Wednesday, 8 April 2015

HUNK OF THE MONTH - BILL PRATT...



What a gorgeous hunk of monsterhood.  Look at those
pins - the ones holding him together, I mean.  Doesn't your
pulse quicken at the merest glance from under his hooded eye-
lids?  Not quite a self-made man, but only one step removed
from it.  Here he is, girls - I give you the one and only -
BILL PRATT!  (But you can call him BORIS.) 

19 comments:

John Pitt said...

Suggestion for a future babe - Yeoman Rand from Star Trek, ( or Janice, as I call her )?

Kid said...

I think I should be able to accommodate your wishes, JP. (It was those short red mini-skirted uniforms, wasn't it?)

Colin Jones said...

Although the Boris Karloff version of the monster is iconic it doesn't make a lot of sense when you think about it - surely Frankenstein would want to make his creation look as much like an ordinary man as possible rather than 7 ft tall with a flat head, green skin and bolts through his neck.

John Pitt said...

Except, for me, they were grey. And you know, no matter how hard you looked, unblinkingly, you never could catch a glimpse of her kn

John Pitt said...

itted motife.

Kid said...

I think we're meant to assume that Dr. Frankenstein (the movie version anyway) was more interested in 'creating' life than what the 'vehicle' endowed with it looked like, CJ. The flat head was supposed to be as a result of the top of the skull having been sawn off, but Karloff's head seemed to slope backward from a high forehead. This was reversed with Chaney, Lugosi and Strange, where it seemed to slope down towards a smaller forehead. Of course, it's a difficult look to achieve unless you've got an actor with a remarkably flat head. The height can be put down to being a side-effect of the method of creation (in the book, the EIGHT foot height is said to be a result of Frankenstein's difficulty in replicating the minutest parts of the human body), and it wasn't bolts on the (movie) Monster's neck, it was electrodes - to conduct the life-giving electrical current. The green skin? Jealous of his creator's normal looks perhaps? And the good Doctor did intend to make his 'creature' look normal - beautiful even - he just failed to achieve his ambition.

******

Ah, but that's what imagination is for, JP. And ain't it a wonderful thing?

DeadSpiderEye said...

Great choice, epitomises everything Hunk of the Month should be about. I was never that keen on Janice, nice pins but the wig looked daft and that pouty expression through soft focus just made her look petulant. Much keener on the bint from All our Yesterdays, Mariette Hartley but you'll have trouble getting a decent snap, she's kinda shy that way. I've got a couple of suggestions for hunks, Ron Lacey, José Terrón, Arthur Mullard, Jackie Wright. I feel a bit guilty about putting Ron in that list but I'm sure he wouldn't mind.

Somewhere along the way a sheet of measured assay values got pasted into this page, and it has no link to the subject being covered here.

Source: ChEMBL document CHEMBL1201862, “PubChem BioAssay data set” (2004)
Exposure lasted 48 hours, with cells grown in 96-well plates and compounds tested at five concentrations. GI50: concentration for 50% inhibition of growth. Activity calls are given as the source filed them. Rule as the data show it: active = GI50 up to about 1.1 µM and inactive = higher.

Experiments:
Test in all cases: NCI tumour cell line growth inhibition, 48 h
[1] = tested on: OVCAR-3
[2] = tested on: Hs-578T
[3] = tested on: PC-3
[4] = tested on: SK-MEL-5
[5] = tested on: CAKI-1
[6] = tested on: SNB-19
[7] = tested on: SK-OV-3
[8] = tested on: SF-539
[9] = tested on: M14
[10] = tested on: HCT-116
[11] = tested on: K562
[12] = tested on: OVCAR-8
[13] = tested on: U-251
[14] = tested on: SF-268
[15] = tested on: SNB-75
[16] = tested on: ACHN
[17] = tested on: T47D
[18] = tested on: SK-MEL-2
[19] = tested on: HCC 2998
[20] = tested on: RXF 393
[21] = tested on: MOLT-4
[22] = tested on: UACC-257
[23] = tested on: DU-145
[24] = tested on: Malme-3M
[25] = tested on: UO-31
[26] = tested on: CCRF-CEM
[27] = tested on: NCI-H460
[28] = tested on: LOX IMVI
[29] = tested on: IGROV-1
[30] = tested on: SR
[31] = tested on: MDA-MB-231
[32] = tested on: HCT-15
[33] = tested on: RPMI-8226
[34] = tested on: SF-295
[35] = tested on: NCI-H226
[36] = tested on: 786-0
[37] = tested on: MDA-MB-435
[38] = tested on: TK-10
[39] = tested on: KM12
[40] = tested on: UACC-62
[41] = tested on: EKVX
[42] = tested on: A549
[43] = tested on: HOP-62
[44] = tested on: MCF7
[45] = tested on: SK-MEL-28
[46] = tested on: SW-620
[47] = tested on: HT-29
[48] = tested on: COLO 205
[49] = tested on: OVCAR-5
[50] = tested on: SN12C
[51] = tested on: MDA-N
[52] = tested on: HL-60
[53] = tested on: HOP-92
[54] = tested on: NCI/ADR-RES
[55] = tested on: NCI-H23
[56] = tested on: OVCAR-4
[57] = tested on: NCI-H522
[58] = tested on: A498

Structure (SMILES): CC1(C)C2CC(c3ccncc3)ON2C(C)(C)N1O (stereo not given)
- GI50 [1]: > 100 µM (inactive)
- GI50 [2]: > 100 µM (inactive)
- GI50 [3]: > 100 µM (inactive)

Kid said...

All Our Yesterdays? Wasn't that a Sunday afternoon programme about World War II? Arthur Mullard is the perfect hunk. I can feel myself turning - to reach for the sick bag. Be back here in May, DSE, to see who's been selected.

DeadSpiderEye said...

Yeah it was, but I was thinking of the Star Trek episode, the one where Mr. Spock gets in touch with his primitive urges because he's gone back in time to find a hot chick with furs on.

Kid said...

I've got them all on DVD, DSE - must sit down and watch them all again some time. (Not all at the same time, obviously.)

John Pitt said...

Glad you're not interested in my Janice, DSE, the less competition I have the better my chances.

Colin Jones said...

The way that episode ends is really sad. It was also the last-but-one episode of the original Star Trek.

Kid said...

Grace Lee Whitney is now 85, JP. Hard to believe that she appeared in only 8 of the first 13 episodes of ST before being written out. Later, she was in 4 of the movies. Just think, 85 - and your chances are still zilch.

******

That makes it easier to locate - ta, CJ.

Ken said...

Unfortunately Arthur Mullard makes me reach for the
bag marked 'disgusting individual' after reading about how he treated/abused both his daughter in particular and his family in general. Another cherished memory of adolescence spent watching classic Britsh comedy films sullied by his presence in the cast.

Ken. (Keeping it bright and light as usual!).

Kid said...

Ken, I saw a headline somewhere some time back about him allegedly abusing his daughter, but I never read the details. I suppose I'm trying to divorce the cinematic and TV persona from the real person - it seems the only way to avoid having to jettison many happy childhood memories.

DeadSpiderEye said...

Arthur Mullard got a bad whack during his days in the ring, it was quite evident in some of his TV stuff when he displayed the typical punched out mannerisms. It wouldn't surprise me at all if he were subject to mood swings.

All Our Yesterdays, isn't a particularly good episode, I'm afraid it's a bit of a rehash of the one with Jill Ireland, This Side of Paradise. The cast still put every thing into it though and CJ is spot on about the ending. Trek got real cheap in season 3, some of the episodes look so basic it's as if the sets were made up by a theatre studies group. They also spend a lot of time aboard the Enterprise, Let This Be Your Last Battle Field works OK though with that treatment.

Kid said...

Liked that episode, DSE - This Side of Paradise. I remember seeing it when it was first shown on British TV back in the late '60s. Seen it since, of course.

John Pitt said...

In MY mind, many things can happen, including time travel! Now, if you don't mind, I intend to retreat there, where a new Captain is on the bridge, Captain John "Looke - Pitt, Hard!"
( "Space,....The Final Frontier. These are the voyageszzzzzzzzz....

Kid said...

The nurse will be around shortly with your medicine, JP. No hands in her uniform please.

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